>> chaals@yandex-team.ru> wrote:
>>
>>> On Fri, 01 Feb 2013 15:16:04 +0100, Florian Bösch <pyalot@gmail.com>
>>> wrote:
>>>
>>> On Fri, Feb 1, 2013 at 3:02 PM, Adrienne Porter Felt <
>>> adriennefelt@gmail.com> wrote:
>>>
>>>> My user research on Android found that people have a hard
>>>> time connecting upfront permission requests to the application feature that
>>>> needs the permission. This meant that people have no real basis by which to
>>>> allow or deny the request, except for their own supposition.  IMO, this
>>>> implies that the better plan is to temporally tie the permission request to
>>>> the feature so that the user can connect the two.
>>>>
>>> In some circumstances this works, in others, it does not. Consider that
>>> not every capability has a UI-flow, and that some UI flows are fairly
>>> obscure. More often than not a page will initiate a flurry of permission
>>> dialogs up front to get it out of the way. Some of the UI-flows to use a
>>> capability happen deep inside an application activity and can be severely
>>> distracting, or crippling to the application.
>>>
>>> If a developer wants to use the blow-by-blow popup dialogs, he can still
>>> do so by simply not calling an API to get done with the business up front.
>>> But for those who know their application will not work without features X,
>>> Y, Z, A, B and C there is no point. They already know their app is not
>>> going to work. They already know they would have to pester the user 6 times
>>> with successive popups. They already know that they will severely distract
>>> the user or cripple themselves by making the user click trough 6 popups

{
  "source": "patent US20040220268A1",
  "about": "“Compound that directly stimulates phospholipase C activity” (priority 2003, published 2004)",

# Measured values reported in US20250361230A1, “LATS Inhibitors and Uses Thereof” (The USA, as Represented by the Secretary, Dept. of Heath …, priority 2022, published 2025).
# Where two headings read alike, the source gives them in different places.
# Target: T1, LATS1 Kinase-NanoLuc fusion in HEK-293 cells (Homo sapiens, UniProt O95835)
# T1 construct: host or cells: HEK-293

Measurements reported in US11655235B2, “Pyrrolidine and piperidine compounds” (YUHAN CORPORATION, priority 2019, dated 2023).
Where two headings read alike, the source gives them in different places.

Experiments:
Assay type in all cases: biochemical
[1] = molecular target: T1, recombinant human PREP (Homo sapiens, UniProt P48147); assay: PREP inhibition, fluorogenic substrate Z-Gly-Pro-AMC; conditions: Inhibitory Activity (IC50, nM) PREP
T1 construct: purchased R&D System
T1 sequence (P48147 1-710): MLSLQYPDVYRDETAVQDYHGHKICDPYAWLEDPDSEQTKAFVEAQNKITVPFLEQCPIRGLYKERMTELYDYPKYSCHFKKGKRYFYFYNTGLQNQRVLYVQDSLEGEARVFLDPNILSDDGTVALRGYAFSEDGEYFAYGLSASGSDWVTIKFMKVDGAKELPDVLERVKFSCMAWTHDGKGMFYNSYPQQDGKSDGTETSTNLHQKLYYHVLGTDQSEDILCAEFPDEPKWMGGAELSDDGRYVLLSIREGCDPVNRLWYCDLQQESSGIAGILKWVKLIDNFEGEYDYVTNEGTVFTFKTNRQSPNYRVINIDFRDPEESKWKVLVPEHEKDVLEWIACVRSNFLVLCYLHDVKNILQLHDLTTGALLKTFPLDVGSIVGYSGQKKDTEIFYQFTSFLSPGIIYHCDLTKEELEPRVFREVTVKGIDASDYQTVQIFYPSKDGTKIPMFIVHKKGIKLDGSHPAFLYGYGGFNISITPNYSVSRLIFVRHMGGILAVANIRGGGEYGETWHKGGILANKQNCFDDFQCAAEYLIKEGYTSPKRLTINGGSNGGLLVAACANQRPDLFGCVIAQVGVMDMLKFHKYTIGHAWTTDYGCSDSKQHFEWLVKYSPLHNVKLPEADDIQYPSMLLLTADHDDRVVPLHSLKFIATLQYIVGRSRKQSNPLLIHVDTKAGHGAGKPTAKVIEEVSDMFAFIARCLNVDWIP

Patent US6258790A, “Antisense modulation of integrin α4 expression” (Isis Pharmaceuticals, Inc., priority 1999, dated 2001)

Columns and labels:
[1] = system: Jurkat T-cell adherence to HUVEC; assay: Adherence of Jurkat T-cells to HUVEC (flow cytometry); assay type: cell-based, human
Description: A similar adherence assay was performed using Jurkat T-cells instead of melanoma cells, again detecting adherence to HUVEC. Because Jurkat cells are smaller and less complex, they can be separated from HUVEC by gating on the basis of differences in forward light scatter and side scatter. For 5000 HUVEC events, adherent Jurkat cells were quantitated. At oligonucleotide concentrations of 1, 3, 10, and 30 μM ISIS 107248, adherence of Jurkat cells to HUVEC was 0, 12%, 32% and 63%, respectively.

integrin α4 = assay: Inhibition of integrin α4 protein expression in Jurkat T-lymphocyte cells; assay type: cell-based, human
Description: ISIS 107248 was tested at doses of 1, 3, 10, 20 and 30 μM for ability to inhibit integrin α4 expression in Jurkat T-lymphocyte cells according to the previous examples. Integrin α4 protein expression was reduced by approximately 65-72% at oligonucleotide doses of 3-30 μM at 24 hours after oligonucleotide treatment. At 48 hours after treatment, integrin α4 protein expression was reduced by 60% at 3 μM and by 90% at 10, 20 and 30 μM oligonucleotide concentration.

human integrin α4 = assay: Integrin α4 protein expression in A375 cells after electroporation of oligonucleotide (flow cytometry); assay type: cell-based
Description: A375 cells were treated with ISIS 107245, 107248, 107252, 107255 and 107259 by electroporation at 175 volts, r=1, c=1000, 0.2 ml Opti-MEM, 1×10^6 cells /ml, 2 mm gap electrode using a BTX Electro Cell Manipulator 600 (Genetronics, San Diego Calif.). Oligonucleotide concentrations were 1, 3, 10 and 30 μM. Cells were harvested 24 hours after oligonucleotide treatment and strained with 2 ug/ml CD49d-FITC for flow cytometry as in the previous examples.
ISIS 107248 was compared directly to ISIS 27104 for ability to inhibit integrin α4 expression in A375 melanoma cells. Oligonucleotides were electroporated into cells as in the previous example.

>>> whenver it becomes necessary. They already know that 80% of their users
>>> will quit their page after the 3rd popup asking random questions. Why
>>> should there not be a way to prevent all that from happening?
>>>
>>> The stock answer (and I think it is too glib, and we should be thinking
>>> harder about this) is
>>>
>>> "because those who just want the user to agree to give away their
>>> security and privacy will be able to rely on permission fatigue. Which they
>>> can create, by getting sufficient users to download versions of popular
>>> stuff that requests unreasonably complicated permissions. So consolidating
>>> everything will make the system effectively useless".
>>>
>>> cheers
>>>
>>>
>>> Chaals
>>>
>>>
>>> --
>>> Charles McCathie Nevile - Consultant (web standards) CTO Office, Yandex
>>> chaals@yandex-team.ru Find more at http://yandex.com
>>>
>>
>>
>>
>>
>> --
>> Charles McCathie Nevile - Consultant (web standards) CTO Office, Yandex
>> chaals@yandex-team.ru Find more at http://yandex.com
>>
>
>
Received on Saturday, 2 February 2013 09:46:12 GMT

This archive was generated by hypermail 2.3.1 : Tuesday, 26 March 2013 18:49:57 GMT